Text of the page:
Saturday, November 30, 2013

When Heroes Break Our Hearts

In our daily lives, we all have people that we look up to, people we aspire to be, people we call our "heroes." I know a lot of us in this survivor community look at Mariska as our hero, or the SVU cast members, or members of the Joyful Heart Foundation (I once did, but don't anymore -- that's another post).

Yet also in our daily lives are the unsung heroes, our friends, peers, mentors, ones that don't get recognition but deserve all the credit in our lives. The people that we surround ourselves with, look up to, aspire to be, love with all our hearts. These are heroes too.

And the worst heartbreak comes when our own heroes betray us.

Survivor Heroes

The past year for me has been wrought with hardship. Along the way, I have met an incredible survivor community because of SVU, women that had survived horrible abuses yet had somehow managed to overcome them. They picked me up, taught me incredible things about the will to survive. One young girl that I came across confronted her attacker in open court -- and he was convicted. She is much younger than me, but in that moment I was overcome with tears of happiness for her -- a beautiful soul who had faced the worst adversity and had CONQUERED it. She became my hero, and gave me the courage to fight for my legal case. Although it failed, I owe my spirit of fight to this brave young girl.

Yet among this "sisterhood" of survivors comes a world of problems. Having a large community of survivors is incredibly important, because they can understand exactly what I am going through when many others cannot. However, because we are all at different stages of our healing, survivors can turn and become our worst enemies, break our hearts, and betray us in the worst possible way.

This has happened to me more times than I can count this year.

One such friend of mine I met online via SVU in the winter. She was a strong-willed woman, had overcome abuse and flourished into a woman with a passion to stop sexual assault. She was also younger than me, but I looked up to her. She became one of my best friends, was with me through all of my legal case. We laughed hysterically about everything -- SVU, Mariska, cats, and so much more. I could talk to her for hours upon end and it never got old. She was someone I loved dearly. She was my hero, because she gave without a second thought, loved without regret, and made the worst week of my life one of the bests, full of positive memories. She promised me that we'd be friends forever, that she'd never betray me like the other betrayals that I'd had (and there have been three major ones this year, some too painful to go into still).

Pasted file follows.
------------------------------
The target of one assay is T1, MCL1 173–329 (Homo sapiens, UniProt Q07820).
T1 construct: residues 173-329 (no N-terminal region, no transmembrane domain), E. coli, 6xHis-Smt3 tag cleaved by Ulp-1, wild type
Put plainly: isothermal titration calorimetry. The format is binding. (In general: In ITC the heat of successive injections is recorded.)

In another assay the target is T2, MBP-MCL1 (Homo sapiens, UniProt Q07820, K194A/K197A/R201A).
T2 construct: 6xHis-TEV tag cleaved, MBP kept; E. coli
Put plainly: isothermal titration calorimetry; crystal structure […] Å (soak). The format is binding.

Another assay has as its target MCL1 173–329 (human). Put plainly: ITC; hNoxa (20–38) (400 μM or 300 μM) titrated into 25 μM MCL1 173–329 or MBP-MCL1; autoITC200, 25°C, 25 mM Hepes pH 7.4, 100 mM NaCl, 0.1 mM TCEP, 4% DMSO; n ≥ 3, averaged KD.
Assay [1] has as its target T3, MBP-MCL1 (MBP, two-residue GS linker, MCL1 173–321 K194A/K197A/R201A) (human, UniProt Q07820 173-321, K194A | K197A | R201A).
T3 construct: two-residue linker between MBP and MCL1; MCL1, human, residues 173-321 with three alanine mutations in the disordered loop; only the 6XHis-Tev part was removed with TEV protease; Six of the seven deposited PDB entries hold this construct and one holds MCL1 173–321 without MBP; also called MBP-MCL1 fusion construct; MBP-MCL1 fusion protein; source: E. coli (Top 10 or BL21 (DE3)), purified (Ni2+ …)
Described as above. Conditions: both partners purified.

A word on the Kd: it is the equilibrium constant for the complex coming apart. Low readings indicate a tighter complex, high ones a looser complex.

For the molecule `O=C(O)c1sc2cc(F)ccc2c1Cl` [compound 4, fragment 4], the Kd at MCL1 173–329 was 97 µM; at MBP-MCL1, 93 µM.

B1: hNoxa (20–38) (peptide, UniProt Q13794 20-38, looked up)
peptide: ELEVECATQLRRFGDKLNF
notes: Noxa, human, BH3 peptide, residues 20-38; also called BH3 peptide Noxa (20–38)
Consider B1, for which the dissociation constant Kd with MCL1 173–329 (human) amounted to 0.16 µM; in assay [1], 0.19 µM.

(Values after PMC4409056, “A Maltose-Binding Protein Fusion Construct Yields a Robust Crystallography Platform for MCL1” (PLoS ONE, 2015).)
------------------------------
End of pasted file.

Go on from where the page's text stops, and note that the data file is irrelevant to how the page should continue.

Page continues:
But the betrayal came.

One day, POOF, she was gone. No explanation, except that she was going through a "tough time." I tried to reach out, to be there for her, to help her like she helped me, because I loved her dearly. And she pushed me farther away. She fired back at me when I attempted to reach out to her, and she threatened to end our friendship right then and there.

Um ... what?!

I had shown this girl so much love and appreciation, and then all of a sudden she threatened to end our friendship right then and there. She said that my one year friendship meant nothing compared to her other friendship with her friend of seven years. The friend that I had listened to her complain about how she doesn't appreciate anything, the one I tried to help her work through to communicate better with. Suddenly I was nothing compared to that.

She ended our friendship -- the sisterhood I thought I'd always have, one of the friendships that i cherished most in my life. POOF, gone.

The pain of losing a best friend is beyond what my words can express. And the issue lies in the survivor community. Even when someone appears to be put together and strong, when they have not dealt fully with their demons of their past, be wary. I'm not saying these survivors are bad people -- hell, I'm not nearly as put together as I seem sometimes! (although I'm getting there). As my mom says: "One thing in common does not a friendship make." Very Shakespeare-an, but so true.

Girls can cause some of the worst pain. They backstab, they lie, they betray, they turn on you. I find this especially heart-wrenchingly true in the survivor community. One issue that seems so small to an outsider can be magnified 100000000x in a survivor. And that creates an immense amount of issues, as seen in the fallout of this friendship that i cherished so much.

This girl was one of my heroes, and she turned on me so suddenly I was left nearly breathless. It breaks my heart. But there is one thing I learned: online friendships, especially among survivors, are a dangerous situation to trust. We put our lives out there, we give our stories and our souls to these "sisters" in the survivor community, and in an instant they can turn on us.

However, that does not mean true friendships among survivors do not exist.